Referring now to
Referring now particularly to
The second bearing 312 is located in the second bearing housing 414 and in engagement with the bearing plate 310 such that the rotatable shaft 308 extends through the second bearing aperture 312 a and is rotatably supported by the second bearing 312. In the illustrated embodiment, the second bearing 312 is maintained in position by a frictional engagement or interference fit with the internal wall of the bearing housing 414. In an alternative embodiment, adhesives may be used to maintain the second bearing 312 in position.
The first hearing 304 is located in the first hearing housing 406 and in engagement with the internal flange 410 such that the coupling end 308 b of the rotatable shaft 308 extends into the first bearing aperture 304 a and is rotatably supported by the first bearing 304. The coupling member 302 a on the fastener 302 engages the coupling end 308 b on the rotatable shaft 308 and the fastener 302 engages the first bearing 304. The bearing retainer member 300 is located partially in the first bearing housing 406 and the pressurized fluid inlet 404 such that the bearing engagement surface 300 a engages the first bearing 304. The plug 306 is located in the passage opening 416 a such that pressurized fluid in the passage 416 may not escape the passage 416 through the passage opening 416 a. In the illustrated embodiment, the passage opening 416 a is a result of the fabrication of the passage 416, which requires the passage 416 be drilled into the base 402 from the first end 402 a of the housing member 402. The plug 306 is then press fit permanently into the passage opening 416 a in order to prevent pressurized fluid from escaping from the passage 416 through the passage opening 416 a. However, alternative embodiments may include fabrication techniques for the passage 416 that eliminate the passage opening 416 a and the need for the plug 306, such as the alternative embodiment 500 described below and illustrated in
With continued reference to
Pressurized fluid in the range of 0 to 150 PSI then enters the pressurized fluid inlet 404 from the tube 110 in the hose assembly 108, and a control may be provided to allow a user of the surgical instrument 100 to adjust the pressure of the pressurized fluid between this range. In an embodiment, the pressure of the pressurized fluid upstream of the motor assembly is set at 120 PSI. In an embodiment, the pressure of the pressurized fluid upstream of the motor assembly is set at 100 PSI. In an embodiment, pressure losses in the pressurized fluid upstream of the motor assembly may be between 10 to 30 PSI. The pressurized fluid is directed into the passage 416 through the passage entrance 418 due to the seal between the bearing retaining member 300 and the first bearing 304 and the seal between the plug 306 and the passage opening 416 a. The pressurized fluid is then directed into the rotor housing chamber 412 through the o or housing fluid entrances 420. As the pressurized fluid moves through the rotor housing chamber 412 from the rotor housing fluid entrances 420 towards rotor housing fluid exits 422, the fluid impacts the vanes 308 a and causes rotation of the rotatable shaft 308, in an embodiment, the centerline of the rotatable shaft 308 may be offset from the centerline of the rotor housing chamber 412 in order to create increased torque relative to when the centerlines of the rotatable shaft 308 and the rotor housing chamber 412 are co-linear. The lower pressure fluid then exits the rotor housing chamber 412 through the rotor housing fluid exits 422 and travels back through the exhaust fluid passageway 112 in the hose assembly 108 between the tube 110 and the hose assembly 108. In an embodiment, the fluid loses pressure due to expansion and energy exchange and may be, for example, between 20-30 PSI dynamic when the pressure of the fluid upstream of the motor assembly 102 is 120 PSI. Thus, a surgical instrument is provided that includes a housing member that allows for a simplified assembly of the motor assembly relative to a convention. rotor housing and decreases the passageways available to provide a fluid leak by reducing the number of components used in the motor assembly. While the surgical instrument 100 has been described as being powered pneumatically by a gas fluid, other powering schemes are contemplated such as, for example, hydraulically powering the surgical instrument with a liquid fluid.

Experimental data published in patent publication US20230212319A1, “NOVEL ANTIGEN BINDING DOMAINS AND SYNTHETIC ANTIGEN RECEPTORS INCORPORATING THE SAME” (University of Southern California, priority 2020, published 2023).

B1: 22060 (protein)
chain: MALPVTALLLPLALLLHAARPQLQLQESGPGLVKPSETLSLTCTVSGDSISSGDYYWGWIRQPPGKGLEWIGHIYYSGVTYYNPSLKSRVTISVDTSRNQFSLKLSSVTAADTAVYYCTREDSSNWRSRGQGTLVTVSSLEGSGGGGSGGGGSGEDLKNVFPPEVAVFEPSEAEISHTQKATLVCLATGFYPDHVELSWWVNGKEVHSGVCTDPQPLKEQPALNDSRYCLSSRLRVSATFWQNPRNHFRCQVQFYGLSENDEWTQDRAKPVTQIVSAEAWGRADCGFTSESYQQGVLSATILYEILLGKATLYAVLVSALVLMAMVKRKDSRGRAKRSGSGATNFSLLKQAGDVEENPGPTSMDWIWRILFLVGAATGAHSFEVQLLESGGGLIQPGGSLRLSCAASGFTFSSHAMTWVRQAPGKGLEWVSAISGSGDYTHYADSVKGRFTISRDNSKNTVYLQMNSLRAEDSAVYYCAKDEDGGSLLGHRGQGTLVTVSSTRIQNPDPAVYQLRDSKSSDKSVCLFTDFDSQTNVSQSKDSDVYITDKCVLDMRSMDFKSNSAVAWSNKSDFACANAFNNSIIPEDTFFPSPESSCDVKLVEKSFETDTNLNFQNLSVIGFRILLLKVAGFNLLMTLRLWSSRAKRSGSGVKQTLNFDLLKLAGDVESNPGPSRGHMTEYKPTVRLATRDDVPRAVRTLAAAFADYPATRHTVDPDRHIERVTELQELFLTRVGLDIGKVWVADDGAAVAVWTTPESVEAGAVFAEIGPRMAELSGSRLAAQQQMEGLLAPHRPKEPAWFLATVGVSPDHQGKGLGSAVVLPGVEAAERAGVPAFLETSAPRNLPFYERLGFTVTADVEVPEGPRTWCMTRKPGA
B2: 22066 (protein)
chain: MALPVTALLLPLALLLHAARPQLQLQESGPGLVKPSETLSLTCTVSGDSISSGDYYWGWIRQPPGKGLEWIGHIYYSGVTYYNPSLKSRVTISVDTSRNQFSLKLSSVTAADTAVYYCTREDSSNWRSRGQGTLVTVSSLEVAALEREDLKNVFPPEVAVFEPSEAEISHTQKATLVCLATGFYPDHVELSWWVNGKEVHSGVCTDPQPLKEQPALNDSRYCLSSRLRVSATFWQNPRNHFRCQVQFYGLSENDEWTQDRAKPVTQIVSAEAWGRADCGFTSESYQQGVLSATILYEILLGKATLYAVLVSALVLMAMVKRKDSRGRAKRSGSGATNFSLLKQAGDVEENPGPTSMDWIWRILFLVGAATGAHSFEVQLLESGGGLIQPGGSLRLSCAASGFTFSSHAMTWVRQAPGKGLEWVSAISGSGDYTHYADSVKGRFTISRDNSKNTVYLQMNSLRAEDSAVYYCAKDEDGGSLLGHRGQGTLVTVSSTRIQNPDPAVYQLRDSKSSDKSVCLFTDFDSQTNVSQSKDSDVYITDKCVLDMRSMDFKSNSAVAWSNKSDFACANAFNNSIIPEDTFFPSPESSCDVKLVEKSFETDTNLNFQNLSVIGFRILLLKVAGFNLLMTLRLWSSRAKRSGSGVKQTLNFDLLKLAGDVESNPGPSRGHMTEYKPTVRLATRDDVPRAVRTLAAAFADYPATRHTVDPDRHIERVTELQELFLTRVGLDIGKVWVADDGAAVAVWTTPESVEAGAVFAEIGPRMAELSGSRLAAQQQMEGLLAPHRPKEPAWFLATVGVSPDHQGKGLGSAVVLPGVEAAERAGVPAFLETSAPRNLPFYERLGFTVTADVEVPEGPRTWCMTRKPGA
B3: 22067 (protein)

Referring now to
The foregoing description of the embodiments has been provided for purposes of illustration and description. It is not intended to be exhaustive or to limit the disclosure. Individual elements or features of a particular embodiment are generally not limited to that particular embodiment, but, where applicable, are interchangeable and can be used in a selected embodiment, even if not specifically shown or described. The same may also be varied in many ways. Such variations are not to be regarded as a departure from the disclosure, and all such modifications are intended to be included within the scope of the disclosure.
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|1||Canadian Office Action dated Feb. 24, 2014 for Canadian Application No. 2,678,076 for PCT/US2008/053441 which claims benefit of U.S. Appl. No. 11/680,488, filed Feb. 28, 2007.|
|2||Indian Office Action dated Sep. 30, 2016 for Indian Application No. 2744/KOLNP/2009 corresponding to PCT/US2008/053441 which claims benefit of U.S. Appl. No. 11/680,488, filed Feb. 28, 2007.|
|3||International Search Report dated Jun. 26, 2008, Application No. PCT/US2008/053441, 2 page.|
|Clasificación internacional||A61B17/00, A61B17/16|
|Clasificación cooperativa||A61B2017/00544, A61B17/1628|
|14 Oct 2013||AS||Assignment|
Owner name: MEDTRONIC PS MEDICAL, INC., TEXAS
Free format text: ASSIGNMENT OF ASSIGNORS INTEREST;ASSIGNORS:TIDWELL, DURRELL;MORRIS, JONATHAN;JOHNSTON, GABRIEL A.;SIGNING DATES FROM 20070312 TO 20070321;REEL/FRAME:031399/0463